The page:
Just south of Ketchum, as you approach the junction of Idaho Highway 75 and Gimlet Road, a simple sign marks the turnoff for the Sawtooth Botanical Garden to the east. This 5-acres oasis showcases native and cultivated plants that thrive at high elevation and dramatizes the calming effect gardens have produced throughout human history.
The Sawtooth Botanical Garden celebrates the multiple biomes of south-central Idaho. A biome is a naturally occurring community of flora and fauna in a distinct habitat. According to an SBG brochure, south-central Idaho has five distinct biomes, Sagebrush Steppe, Lava Rock, Alpine, Montane, and Riparian. The garden showcases flora of all five.
The Sagebrush Steppe, dominated by Western big sagebrush, is prominent in the intermountain west. The Lava Rock zone represents areas covered with geologically recent lava flows. The Montane zone, which envelops the garden, captures mountainous regions dominated by lodgepole pine and aspen stands. The Alpine zone represents flora found above the timber line, featuring an array of miniature wildflowers, while the Riparian zone refers to the interface between land and a river or stream. In the Wood River Valley, aspens, desert willows, and marsh grasses dominate the Riparian.
While the original SBG plan from 1995 celebrated this biodiversity, a serendipitous event in 2005 dramatically reshaped the garden. In 2005, Ketchum resident Kiril Sokolof, an influential investment strategist, Buddhist, and friend of the Dalai Lama, spearheaded an effort to bring His Holiness, the 14th Dalai Lama of Tibet, to the Wood River Valley to deliver a healing prayer. This was to be done on Sept. 11, 2005, the fourth anniversary of the attacks on the World Trade Center and Pentagon.
To commemorate the event, Sokolof commissioned the creation of a 400-pound Tibetan Prayer Wheel, which he hoped to install in Ketchum. No government entity was comfortable housing the Prayer Wheel because of concerns over separation of church and state. Sokolof turned to the Sawtooth Botanical Garden. What emerged was a plan to build a special Garden of Infinite Compassion within the Sawtooth Botanical Garden to house the Prayer Wheel.
The garden’s Board of Directors turned to celebrated landscape architect Martin Mosko of Boulder, Colorado. Martin was owner of Marpa and Associates, a 30-year-old landscape design company that had won over 50 prestigious national and international design awards. Martin was a Zen Buddhist monk, abbot of the Hakubai Temple in Boulder, and author of “Landscape as Spirit, Creating a Contemplative Garden.” A Yale graduate, Martin had studied with Japanese Master Gardeners and had been credited with blending elements of Buddhism and Japanese design into American landscapes, creating contemplative and harmonious settings.
Martin’s plan for the SBG was daring and involved a river (using recirculated water) to rotate the Prayer Wheel, which itself would be suspended over a sunken rock garden, surrounded by an aspen grove and alpine plants. For the rock garden and surrounding landscape, an incredible 400 tons of boulders were brought in from Montana.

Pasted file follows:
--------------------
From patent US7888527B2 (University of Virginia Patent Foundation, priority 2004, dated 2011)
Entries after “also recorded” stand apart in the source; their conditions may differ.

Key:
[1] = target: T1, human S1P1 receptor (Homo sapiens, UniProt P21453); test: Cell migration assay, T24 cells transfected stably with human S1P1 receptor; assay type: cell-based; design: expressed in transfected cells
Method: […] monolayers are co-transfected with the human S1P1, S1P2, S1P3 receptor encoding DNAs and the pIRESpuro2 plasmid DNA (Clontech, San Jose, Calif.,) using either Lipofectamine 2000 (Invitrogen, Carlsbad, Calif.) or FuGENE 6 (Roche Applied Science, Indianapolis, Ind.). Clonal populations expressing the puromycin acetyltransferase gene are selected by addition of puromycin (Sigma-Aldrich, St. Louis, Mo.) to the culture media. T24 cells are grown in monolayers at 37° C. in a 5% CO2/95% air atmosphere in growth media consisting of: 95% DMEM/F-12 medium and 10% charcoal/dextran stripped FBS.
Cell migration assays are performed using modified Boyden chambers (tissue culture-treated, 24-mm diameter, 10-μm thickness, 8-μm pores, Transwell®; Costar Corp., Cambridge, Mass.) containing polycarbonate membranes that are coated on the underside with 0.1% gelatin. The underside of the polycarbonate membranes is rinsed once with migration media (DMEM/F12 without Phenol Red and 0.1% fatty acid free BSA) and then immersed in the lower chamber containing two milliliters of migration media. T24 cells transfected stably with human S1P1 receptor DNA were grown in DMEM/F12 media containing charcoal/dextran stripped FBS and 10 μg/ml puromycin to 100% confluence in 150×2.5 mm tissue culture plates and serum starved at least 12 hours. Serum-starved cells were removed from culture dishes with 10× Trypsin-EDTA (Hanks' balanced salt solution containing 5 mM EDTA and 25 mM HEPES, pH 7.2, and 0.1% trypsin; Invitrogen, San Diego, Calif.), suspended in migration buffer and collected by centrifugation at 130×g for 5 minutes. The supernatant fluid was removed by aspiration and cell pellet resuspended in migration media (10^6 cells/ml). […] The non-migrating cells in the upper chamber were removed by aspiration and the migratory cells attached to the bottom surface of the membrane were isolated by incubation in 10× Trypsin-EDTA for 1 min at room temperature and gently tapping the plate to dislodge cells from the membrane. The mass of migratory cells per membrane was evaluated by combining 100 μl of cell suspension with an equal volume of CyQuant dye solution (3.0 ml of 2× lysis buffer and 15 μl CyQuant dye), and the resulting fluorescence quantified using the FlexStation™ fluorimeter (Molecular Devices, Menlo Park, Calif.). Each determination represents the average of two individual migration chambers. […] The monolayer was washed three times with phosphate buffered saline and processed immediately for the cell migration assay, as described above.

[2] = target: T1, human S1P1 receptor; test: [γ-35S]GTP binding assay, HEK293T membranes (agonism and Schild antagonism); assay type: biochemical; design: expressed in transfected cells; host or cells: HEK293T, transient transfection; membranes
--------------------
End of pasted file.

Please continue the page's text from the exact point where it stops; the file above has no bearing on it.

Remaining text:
The construction of the garden, under the direction of Mike Olenick of Big Wood Landscape, was somehow achieved in under five weeks. On Sept. 11, 2005, the Dalai Lama addressed a crowd of over 10,000 at the Wood River High School in Hailey. On Sept. 12, His Holiness visited the Sawtooth Botanical Garden and blessed the Prayer Wheel.
While the Garden of Infinite Compassion is but one section of the Sawtooth Botanical Garden, it dominates. Buddhist principles of generosity, ethical behavior, tolerance, patience, perseverance, concentration and wisdom permeate the philosophy of the Sawtooth Botanical Garden, its programs and goals. The garden offers an array of educational programs on horticulture, nature, art and wellness. There are courses on plant identification, native plants, plant care, environmental stewardship and health.
The Sawtooth Botanical Garden is a visual and spiritual treat, its charms carefully juxtaposed against Ketchum’s rugged mountains. Of its many virtues, one that I find particularly impressive is its aggressive use of hardscape. Few homeowners do much with hardscape features, and yet, what a difference those features can make on a garden’s visual impact. Pathways, rocks, boulders, statues, fountains, all add contrast in texture, verticality, coloration, and line. The strategic placement of boulders within the Sawtooth Botanical Garden helps replicate a natural wilderness. Indeed, the garden’s hardscape features, starting with that dramatic use of boulders, add beauty, structure, and environmental authenticity. The SBG has also partnered with local art groups and has incorporated several statues that blend seamlessly into the landscape.
I strongly encourage residents of Magic Valley to visit this beautiful garden, open dawn to dusk with entrance fee of $5 per person (honor system). As we soldier through this pandemic and wait for an anger-fueled national election, what could be better than spending an hour or two in a garden built on principles of harmony and peace.